My vintage bike has some problems. The bolt in the photo (click to enlarge) is on the verge of death. I need to buy a new one, it is about 42mm long. I have no idea where to buy it. Are there compatible products? The frame is Giacomelli.

Thank you. PS. What is the exact name of that?

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  • There's FB group named the "League of Ordinary Riders" who have many vintage bicycle fanatics some of which should be able to help with any repair or parts fabrication issues. One guy in particular I know on this group in the UK who specializes in this space is Ed Knight. He's even fabricated extinct bicycles from museum drawings. I'm sure if you or anybody else is struggling to keep a vintage bicycle in repair, Ed or one of the other group members should be able to help you or point you in the right direction.
    – F1Linux
    Commented Jun 4, 2022 at 9:21
  • 1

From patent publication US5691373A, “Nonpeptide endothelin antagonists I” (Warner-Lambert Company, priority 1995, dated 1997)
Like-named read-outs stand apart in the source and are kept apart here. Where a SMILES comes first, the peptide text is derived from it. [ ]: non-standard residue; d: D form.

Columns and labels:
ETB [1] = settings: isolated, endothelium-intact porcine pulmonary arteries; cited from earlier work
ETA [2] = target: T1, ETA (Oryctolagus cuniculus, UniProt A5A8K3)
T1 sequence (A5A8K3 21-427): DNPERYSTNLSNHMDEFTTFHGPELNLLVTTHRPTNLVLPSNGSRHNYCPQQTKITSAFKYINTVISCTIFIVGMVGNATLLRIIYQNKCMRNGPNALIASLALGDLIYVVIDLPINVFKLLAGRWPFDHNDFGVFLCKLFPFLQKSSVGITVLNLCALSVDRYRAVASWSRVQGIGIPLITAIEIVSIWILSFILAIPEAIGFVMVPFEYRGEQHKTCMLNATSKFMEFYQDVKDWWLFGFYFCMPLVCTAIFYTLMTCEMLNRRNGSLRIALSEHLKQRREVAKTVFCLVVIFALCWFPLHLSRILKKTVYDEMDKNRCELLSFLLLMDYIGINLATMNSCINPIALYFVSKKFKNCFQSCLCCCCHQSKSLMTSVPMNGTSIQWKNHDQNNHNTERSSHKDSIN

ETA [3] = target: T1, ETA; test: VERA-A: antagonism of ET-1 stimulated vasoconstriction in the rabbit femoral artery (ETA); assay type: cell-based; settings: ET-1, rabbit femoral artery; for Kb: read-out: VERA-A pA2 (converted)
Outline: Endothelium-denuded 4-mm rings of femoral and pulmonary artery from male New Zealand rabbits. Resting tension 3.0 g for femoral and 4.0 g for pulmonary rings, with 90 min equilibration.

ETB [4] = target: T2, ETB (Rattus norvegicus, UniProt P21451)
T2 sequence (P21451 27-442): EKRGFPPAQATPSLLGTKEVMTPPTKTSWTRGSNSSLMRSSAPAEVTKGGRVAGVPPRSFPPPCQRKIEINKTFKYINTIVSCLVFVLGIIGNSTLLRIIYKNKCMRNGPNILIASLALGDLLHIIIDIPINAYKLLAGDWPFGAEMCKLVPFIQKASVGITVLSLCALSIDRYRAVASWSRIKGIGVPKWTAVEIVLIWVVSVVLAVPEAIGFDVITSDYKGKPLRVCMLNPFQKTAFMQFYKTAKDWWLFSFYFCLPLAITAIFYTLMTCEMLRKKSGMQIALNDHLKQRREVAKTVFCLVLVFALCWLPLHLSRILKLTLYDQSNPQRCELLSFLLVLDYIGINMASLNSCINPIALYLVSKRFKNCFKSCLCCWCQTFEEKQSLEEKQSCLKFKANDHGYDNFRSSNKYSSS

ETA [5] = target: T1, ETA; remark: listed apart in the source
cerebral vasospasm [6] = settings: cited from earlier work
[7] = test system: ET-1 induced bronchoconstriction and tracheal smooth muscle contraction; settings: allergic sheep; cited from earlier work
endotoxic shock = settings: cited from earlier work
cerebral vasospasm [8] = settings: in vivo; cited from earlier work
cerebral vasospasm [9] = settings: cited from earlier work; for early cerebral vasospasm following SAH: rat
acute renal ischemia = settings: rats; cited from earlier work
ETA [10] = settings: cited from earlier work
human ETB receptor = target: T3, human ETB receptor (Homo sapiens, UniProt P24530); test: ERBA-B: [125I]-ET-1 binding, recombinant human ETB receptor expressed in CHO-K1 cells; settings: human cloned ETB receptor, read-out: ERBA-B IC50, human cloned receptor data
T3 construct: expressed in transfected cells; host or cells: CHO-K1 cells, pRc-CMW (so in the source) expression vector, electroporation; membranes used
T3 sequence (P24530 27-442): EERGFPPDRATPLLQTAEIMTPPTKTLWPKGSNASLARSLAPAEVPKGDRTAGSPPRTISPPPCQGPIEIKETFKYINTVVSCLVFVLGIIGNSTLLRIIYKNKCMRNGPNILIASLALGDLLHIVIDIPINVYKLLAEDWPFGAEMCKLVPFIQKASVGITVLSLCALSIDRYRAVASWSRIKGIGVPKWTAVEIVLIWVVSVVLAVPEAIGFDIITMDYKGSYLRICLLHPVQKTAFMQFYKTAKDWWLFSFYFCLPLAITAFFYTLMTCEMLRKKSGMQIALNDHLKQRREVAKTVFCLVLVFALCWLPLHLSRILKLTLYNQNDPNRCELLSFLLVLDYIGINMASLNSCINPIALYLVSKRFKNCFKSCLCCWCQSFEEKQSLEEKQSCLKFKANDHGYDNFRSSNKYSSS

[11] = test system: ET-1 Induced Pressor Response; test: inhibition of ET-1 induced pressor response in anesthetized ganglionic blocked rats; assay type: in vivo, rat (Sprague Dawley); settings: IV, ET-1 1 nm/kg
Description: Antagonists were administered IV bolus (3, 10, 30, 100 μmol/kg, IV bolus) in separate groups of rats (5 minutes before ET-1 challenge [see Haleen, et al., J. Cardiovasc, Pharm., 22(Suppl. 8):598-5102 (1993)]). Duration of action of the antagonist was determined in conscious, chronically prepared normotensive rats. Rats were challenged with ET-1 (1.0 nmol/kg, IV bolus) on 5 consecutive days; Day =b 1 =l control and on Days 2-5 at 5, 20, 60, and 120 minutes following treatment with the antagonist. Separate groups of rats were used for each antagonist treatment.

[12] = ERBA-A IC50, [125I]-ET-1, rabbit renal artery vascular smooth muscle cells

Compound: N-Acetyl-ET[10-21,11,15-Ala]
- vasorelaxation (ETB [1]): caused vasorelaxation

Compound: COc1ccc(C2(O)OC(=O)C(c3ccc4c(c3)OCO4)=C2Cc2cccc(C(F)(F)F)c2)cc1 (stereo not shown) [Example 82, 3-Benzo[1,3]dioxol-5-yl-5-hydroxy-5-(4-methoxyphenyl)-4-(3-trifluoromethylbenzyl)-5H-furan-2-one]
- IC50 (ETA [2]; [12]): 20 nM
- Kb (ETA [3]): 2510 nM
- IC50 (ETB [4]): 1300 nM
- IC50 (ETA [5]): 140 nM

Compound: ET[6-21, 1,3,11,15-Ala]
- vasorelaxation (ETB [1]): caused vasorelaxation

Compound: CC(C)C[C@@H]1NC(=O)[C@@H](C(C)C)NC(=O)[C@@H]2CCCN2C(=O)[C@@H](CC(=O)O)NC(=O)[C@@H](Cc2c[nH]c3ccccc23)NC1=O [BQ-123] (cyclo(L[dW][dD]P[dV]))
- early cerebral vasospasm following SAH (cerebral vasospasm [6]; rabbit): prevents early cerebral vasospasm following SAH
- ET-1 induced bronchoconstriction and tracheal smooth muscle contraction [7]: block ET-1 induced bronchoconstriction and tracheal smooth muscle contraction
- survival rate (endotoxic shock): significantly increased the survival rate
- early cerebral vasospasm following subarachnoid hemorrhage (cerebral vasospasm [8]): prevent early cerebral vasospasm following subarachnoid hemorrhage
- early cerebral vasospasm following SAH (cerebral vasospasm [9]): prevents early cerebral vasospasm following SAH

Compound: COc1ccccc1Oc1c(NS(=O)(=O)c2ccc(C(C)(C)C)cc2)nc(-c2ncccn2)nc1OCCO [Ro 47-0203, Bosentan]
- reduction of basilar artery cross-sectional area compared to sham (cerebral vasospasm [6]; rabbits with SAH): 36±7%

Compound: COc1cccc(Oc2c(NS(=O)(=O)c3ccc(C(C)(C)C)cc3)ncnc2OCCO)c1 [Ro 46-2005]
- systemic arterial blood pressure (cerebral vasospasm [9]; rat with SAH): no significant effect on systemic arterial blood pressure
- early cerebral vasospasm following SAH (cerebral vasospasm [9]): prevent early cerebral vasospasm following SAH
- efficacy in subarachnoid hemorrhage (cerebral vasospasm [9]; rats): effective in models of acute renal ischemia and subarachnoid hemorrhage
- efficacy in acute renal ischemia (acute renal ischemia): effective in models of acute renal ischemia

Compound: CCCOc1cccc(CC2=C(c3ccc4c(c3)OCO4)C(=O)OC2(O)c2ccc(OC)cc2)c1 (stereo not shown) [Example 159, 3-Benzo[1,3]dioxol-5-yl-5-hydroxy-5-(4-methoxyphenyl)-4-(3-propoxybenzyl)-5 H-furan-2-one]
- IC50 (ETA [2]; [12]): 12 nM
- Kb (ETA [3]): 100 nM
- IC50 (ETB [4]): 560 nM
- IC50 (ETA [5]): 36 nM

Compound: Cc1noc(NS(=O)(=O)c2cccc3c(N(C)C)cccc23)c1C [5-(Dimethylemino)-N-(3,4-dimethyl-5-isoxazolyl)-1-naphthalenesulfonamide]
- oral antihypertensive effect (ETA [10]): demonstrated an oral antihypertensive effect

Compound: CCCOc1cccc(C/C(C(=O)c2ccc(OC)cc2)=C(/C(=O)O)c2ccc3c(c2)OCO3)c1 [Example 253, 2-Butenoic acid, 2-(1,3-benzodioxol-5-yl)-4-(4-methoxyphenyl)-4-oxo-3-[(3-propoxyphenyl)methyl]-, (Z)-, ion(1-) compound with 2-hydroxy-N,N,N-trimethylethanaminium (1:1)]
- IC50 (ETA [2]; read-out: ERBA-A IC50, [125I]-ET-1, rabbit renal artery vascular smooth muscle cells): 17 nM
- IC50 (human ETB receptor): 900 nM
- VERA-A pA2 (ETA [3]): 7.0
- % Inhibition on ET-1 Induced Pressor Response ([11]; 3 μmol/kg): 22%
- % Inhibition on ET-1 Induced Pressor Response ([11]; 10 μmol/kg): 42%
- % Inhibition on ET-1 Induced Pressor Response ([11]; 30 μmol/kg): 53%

FWIW, I wouldn't refer to the parts on that bike as "vintage". Commented Jun 4, 2022 at 17:15
  • Since you can use basically any old bolt for that: Are you asking where to obtain something that fits the vintage character in look and feel? Ideally, the same part? Commented Jun 5, 2022 at 6:08

1 Answer 1


The part you are looking at is a seatpost binder bolt. These are easily available at a variety of price levels and different materials, generally chrome-plated cromoly are the best but the stainless steel ones are quite nice.

There are a couple of different types; the most common are the type that have a little nub that fits into a slot/cut in the hole for the binder bolt, but not all frames have this. Another type has a serration to fit a frame with round holes only. To me it looks like your frame can use the first type.

Sizing is generally standard but sometimes these are made overlength and need cutting down to size. In a pinch, you can use a suitable length recessed brake nut and an M6 bot with washer to get a good clamping action.

These bolts used to be manufactured by big names like Campagnolo etc etc but the only branded new ones I've seen recently are Tange. They are generally nowadays otherwise unmarked by branding.

When you know the proper name of the part, it is easy to search your favourite bike parts supplier, marketplace or speak to a bike shop over the phone.


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